“Cultivate the habit of being grateful for every good thing that comes to you, and to give thanks continuously. And because all things have contributed to your advancement, you should include all things in your gratitude.”
― Ralph Waldo Emerson
It’s the time of year when gratitude challenges start popping up on social media. Sometimes these viral exercises can seem a little disingenuous, and it’s easy to just scroll on by. But the idea of gratitude strikes a chord with me personally.
I’ve written a little about gratitude before, but it’s something I think about often, and it deserves regular attention. Perhaps it’s my background as the daughter of immigrants; perhaps my role as a community leader and business owner plays into it as well. After all, when you’re somewhat responsible for the well-being of your employees and dedicated to the happiness of a huge roster of clients, being in touch with your own gratitude can make you a better person to be around and to work with. That’s important, perhaps now more than ever.
So, how do I stay in touch with my own gratitude? It’s not as easy as you may think. It’s far too simple to just go through the motions of everyday life, but injecting your routine with purposeful reflection is how you grow.
With that in mind, here are 15 ways I remind myself of how lucky I am and how I can help others live happier, more fruitful lives. Gratitude matters, and so do you!
Thank someone for their positive influence on your life.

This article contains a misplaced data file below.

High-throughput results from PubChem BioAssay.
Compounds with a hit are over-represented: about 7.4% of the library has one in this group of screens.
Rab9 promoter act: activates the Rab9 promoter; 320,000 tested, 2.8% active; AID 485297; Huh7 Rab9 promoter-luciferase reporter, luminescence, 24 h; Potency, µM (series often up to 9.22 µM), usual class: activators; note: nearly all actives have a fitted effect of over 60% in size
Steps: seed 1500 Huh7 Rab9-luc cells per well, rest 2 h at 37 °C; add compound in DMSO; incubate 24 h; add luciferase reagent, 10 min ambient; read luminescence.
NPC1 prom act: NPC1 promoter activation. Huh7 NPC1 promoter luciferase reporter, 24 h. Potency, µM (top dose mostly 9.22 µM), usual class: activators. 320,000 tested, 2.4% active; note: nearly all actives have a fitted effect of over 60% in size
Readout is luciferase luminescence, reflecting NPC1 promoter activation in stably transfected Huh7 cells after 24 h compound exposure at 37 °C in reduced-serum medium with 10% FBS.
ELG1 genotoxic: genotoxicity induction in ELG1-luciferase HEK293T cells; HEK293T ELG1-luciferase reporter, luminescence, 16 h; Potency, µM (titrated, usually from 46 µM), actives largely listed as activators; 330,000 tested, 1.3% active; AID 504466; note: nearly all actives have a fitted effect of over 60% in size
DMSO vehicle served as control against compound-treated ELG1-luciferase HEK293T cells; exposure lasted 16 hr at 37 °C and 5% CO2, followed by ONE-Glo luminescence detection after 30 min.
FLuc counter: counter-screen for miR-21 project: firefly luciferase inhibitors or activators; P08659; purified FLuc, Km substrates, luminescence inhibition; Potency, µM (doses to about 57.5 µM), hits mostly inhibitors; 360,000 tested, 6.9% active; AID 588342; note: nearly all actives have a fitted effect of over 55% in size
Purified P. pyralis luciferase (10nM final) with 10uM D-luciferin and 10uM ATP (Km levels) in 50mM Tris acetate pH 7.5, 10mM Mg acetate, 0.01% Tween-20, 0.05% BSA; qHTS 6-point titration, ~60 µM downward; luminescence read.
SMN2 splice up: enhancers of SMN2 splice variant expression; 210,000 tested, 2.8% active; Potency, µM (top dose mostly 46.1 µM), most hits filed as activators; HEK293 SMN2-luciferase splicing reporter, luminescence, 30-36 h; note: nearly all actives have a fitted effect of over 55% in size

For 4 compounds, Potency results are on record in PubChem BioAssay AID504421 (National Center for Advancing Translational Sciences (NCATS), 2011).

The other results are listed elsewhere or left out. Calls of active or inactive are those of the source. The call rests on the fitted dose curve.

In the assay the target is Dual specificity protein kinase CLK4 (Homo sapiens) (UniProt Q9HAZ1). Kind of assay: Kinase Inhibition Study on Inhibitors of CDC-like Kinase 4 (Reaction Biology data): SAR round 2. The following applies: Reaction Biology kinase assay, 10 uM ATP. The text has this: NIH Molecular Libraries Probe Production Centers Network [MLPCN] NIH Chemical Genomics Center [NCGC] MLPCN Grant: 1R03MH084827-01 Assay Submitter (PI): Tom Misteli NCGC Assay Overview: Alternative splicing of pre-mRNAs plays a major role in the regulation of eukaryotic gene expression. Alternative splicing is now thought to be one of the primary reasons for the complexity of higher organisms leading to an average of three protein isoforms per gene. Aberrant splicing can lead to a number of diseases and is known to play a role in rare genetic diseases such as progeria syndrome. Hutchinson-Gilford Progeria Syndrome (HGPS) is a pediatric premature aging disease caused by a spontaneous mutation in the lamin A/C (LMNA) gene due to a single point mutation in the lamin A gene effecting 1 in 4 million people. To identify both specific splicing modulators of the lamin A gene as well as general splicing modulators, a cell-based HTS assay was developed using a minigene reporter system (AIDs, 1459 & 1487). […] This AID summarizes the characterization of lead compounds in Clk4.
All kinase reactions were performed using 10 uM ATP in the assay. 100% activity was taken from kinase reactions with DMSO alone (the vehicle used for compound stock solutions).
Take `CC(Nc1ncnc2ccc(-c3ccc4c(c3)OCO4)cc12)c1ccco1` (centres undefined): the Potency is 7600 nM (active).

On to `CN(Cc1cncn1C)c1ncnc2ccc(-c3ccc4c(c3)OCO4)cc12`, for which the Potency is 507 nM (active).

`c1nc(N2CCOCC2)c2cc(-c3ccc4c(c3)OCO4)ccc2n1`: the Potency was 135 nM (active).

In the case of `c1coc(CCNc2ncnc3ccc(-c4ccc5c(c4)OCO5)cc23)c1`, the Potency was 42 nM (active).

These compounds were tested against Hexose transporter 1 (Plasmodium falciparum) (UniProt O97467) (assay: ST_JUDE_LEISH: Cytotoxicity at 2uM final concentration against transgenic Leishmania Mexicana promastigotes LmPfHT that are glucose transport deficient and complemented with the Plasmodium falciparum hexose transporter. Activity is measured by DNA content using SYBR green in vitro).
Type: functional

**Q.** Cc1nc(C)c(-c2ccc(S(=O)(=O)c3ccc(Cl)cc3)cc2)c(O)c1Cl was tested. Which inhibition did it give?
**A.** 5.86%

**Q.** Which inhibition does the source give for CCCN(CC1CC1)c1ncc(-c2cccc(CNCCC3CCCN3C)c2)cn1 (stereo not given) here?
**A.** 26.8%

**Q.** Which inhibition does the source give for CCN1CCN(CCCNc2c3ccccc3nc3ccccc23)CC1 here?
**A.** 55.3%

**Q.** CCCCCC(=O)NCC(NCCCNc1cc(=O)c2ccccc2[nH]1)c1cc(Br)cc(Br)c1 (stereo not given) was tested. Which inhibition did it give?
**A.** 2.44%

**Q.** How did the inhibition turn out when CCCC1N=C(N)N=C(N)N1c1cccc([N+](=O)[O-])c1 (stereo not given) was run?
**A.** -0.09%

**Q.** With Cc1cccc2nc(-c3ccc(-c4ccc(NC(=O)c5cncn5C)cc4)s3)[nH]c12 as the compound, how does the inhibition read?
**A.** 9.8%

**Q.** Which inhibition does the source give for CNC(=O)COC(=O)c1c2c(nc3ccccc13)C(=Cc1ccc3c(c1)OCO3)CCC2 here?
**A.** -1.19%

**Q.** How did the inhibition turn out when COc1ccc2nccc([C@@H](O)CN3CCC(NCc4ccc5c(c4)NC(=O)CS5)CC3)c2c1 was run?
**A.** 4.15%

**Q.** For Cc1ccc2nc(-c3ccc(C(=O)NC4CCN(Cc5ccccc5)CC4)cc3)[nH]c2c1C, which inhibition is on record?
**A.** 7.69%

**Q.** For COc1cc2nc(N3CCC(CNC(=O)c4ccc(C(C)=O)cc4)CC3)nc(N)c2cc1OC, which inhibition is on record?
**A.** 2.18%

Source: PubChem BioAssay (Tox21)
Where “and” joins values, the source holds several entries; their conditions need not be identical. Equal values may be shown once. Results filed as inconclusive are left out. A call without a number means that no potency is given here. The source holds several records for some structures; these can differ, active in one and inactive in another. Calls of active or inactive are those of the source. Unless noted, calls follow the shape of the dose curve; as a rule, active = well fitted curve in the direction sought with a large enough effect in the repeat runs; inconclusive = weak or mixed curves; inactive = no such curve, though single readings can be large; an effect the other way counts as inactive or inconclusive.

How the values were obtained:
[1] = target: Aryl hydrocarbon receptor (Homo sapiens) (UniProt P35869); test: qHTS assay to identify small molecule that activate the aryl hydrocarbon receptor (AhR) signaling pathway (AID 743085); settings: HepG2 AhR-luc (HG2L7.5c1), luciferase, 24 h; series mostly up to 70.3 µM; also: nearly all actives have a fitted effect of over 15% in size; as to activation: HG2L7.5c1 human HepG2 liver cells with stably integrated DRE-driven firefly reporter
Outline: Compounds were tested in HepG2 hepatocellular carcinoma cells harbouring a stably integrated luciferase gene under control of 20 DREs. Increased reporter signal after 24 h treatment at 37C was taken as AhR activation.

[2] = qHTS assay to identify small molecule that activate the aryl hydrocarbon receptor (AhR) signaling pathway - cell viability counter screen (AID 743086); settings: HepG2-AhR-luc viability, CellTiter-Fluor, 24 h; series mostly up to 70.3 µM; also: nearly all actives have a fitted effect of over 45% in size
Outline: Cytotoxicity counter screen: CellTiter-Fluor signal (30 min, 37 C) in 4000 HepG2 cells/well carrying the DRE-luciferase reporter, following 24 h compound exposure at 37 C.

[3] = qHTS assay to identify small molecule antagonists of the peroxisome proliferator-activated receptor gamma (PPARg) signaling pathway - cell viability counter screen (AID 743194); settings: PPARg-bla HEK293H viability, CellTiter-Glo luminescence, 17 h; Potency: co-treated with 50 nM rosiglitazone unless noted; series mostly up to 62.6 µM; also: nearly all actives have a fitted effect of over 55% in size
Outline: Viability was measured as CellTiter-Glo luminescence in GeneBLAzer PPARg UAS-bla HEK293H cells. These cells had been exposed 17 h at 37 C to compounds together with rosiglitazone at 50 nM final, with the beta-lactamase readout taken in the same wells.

Keep a gratitude journal and add to it daily.
Start a gratitude jar and add to it (your thoughts written on a small scrap of paper is plenty) every time you feel thankful.
Begin your day with five minutes of focused silence in which you envision what you loved about yesterday and what you hope for today.
Turn that frown upside down by using a stressful moment as an opportunity to appreciate less stressful times.
Go for a run, swim, take a yoga class — whatever you can do to embrace your ability to move.
Instead of feeling anger at disappointing news stories, try to find empathy, even when you struggle to understand the actions of others.
Actively work to remove negative self-talk from your vocabulary and appreciate your favorite traits instead.
Plant a vegetable garden to remind yourself how precious readily available food truly is.
Ask a child what they’re grateful for; the answers are often very inspiring!
Make a list of 10 disappointments and then catalog what positive lessons you learned from them.
Eat dinner without your phone, TV or radio on — just silence and an awareness of every delicious bite of food.
Share the things (a favorite restaurant, an especially good book) that give you joy.
Pick something you use every day and make a list of reasons why you’re grateful to have it.
Give up one seemingly essential item (swap your car out for a bus pass for a week, for example) and see what it’s like to temporarily live without it.